Road To The IGF: Jones and Pulver's Snapshot
In Snapshot, players guide Pic through a colorful, pastel-hued world in which they can capture objects or creatures with a photograph, then place them elsewhere to reach previously inaccessible areas, complete puzzles, or move around creatures.
We spoke with the game's core team, designer/programmer Kyle Pulver and designer/artist Peter Jones, about Snapshot -- which was nominated for an Excellence in Design award at this year's Independent Games Festival (part of Think Services, as is this website).
Subjects discussed include how the team motivated themselves to complete the project, the designers' thoughts on I Wish I Were The Moon's photo element, and planned features for future Snapshot builds, which include a Portal-esque mechanic that allows players to record and redirect the velocity and direction of moving objects.
What kind of background do you have making games?
Kyle Pulver: Being fresh out of college, I don't have any actual games industry experience just yet. I've been making games in one way or another since I grabbed a copy of Klik and Play when I was 10 or 11 years old. And of course, [I've been] playing games all my life.
I didn't really get into this whole indie games scene until last year when I released Bonesaw: The Game after almost a year and a half of working on it. Since then, I've been just making some small games for the competitions at TIGSource with Everyone Loves Active 2 and Verge.
Peter Jones: I, too, have never really had any actual industry experience, but like Kyle, have grown up on video games. During college, I was involved with some personal projects like Splotch! and Puzmagraph with other students. Since Snapshot was submitted, a friend and I released Memix, a puzzle/memory game for the iPhone and iPod Touch.
How did you develop the idea to add this photography element to a platformer?
PJ: I actually had a really weird dream in October of 2007. I was being chased by this crazy animal, and for whatever reason, with a disposable camera in hand, I snapped a photo of it just as it lunged at me. After I lowered the camera, it was gone.
I like telling people it was this huge bear, but I think if I remember right, it was a squirrel or something like that. After that, I woke up, frantically wrote it all down, and spent most of that morning's Biology class explaining to Kyle how it would make an awesome game (without much resistance).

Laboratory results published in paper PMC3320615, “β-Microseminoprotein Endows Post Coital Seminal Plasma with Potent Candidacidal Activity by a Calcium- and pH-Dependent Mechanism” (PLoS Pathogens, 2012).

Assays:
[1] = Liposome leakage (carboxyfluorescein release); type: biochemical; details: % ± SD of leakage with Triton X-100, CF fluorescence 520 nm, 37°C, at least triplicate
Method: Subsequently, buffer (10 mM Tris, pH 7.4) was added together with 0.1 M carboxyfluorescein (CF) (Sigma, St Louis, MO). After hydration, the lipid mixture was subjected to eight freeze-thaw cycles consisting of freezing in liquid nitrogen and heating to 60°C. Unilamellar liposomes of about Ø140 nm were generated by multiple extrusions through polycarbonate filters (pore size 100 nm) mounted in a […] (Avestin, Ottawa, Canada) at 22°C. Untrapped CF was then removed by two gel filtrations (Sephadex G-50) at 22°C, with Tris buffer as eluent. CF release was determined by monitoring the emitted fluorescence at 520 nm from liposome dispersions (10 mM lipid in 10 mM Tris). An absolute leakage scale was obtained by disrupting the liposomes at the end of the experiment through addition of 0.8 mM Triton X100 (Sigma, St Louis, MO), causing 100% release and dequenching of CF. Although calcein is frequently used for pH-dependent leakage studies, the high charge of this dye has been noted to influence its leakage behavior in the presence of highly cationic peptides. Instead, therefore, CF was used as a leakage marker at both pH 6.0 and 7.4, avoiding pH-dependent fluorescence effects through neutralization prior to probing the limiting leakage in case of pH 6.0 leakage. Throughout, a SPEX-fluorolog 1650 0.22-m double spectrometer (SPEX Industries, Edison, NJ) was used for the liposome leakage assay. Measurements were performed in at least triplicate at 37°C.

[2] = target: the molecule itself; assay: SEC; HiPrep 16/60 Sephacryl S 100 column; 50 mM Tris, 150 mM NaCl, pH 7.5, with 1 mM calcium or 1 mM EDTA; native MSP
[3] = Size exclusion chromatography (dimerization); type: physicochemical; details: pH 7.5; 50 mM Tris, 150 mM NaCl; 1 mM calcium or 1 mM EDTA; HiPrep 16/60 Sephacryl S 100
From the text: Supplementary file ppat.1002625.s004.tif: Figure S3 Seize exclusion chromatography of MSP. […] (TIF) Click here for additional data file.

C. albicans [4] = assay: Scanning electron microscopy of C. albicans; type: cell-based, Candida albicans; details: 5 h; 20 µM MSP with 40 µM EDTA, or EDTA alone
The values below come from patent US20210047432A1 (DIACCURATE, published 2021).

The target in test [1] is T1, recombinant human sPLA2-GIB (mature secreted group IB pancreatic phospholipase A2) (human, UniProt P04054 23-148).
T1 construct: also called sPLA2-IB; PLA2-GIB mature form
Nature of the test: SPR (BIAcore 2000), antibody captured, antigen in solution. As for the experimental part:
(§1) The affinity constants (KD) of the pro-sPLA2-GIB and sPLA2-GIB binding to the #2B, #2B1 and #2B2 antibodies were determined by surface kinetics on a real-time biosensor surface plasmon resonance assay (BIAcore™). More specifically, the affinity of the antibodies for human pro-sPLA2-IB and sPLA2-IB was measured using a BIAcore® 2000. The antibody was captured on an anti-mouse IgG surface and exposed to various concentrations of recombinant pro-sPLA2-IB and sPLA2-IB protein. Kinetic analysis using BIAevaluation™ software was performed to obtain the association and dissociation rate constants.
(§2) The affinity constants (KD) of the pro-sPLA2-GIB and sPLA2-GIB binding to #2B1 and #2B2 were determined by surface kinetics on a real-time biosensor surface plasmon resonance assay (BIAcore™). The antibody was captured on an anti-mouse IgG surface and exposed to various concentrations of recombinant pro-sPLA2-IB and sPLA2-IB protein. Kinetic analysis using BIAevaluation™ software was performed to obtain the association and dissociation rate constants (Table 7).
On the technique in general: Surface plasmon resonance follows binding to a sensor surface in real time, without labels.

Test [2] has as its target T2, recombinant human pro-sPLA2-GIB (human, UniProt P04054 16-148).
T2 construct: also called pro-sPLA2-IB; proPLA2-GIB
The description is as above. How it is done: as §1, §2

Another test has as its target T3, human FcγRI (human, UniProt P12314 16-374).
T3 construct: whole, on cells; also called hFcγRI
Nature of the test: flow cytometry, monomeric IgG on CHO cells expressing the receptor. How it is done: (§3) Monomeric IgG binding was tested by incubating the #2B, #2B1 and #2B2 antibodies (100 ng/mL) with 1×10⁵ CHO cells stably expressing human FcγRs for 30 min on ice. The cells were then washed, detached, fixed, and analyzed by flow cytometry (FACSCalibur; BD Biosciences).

KP: It really seemed like the perfect idea to pursue. As for being a platformer specifically, I just happen to love platformers to death, and I think Pete and myself both knew that making the game a 2D platformer would be the best bet. I had just finished a rather lengthy platformer game, so that's the genre I have the most experience in.
PJ: That was a crazy dream.
The game has been in the works since November 2007, right? What has the development process been like?
PJ: Kyle and I had used Snapshot as our thesis project at Clarkson University, so we were lucky to have imposed deadlines to keep us on track. Our assignment was to create more of a proof of concept. The idea of moving objects around seemed pretty complicated to us, and we weren't sure how it would translate on the fun scale.
Since the thesis presentation (and graduation!), Kyle and I have been involved in separate projects with plans to pick up development after this year's GDC.
KP: The deadlines definitely helped when we were working on it last year. Either we finished the project, or we didn't graduate. That can really motivate you to work on something. We got a lot done while at school, but since then, it's been tough to pick it back up with both of us going separate ways. The IGF nomination has definitely put us back into the zone though.
Can you tell us about the game's hero, Pic, and his motivations in Snapshot?
PJ: We're still working on the details of Snapshot's story, but I can give you the general idea from a gameplay's perspective. Snapshot obviously revolves around a mysterious camera. Parts of Pic's camera are stolen and scattered around his world.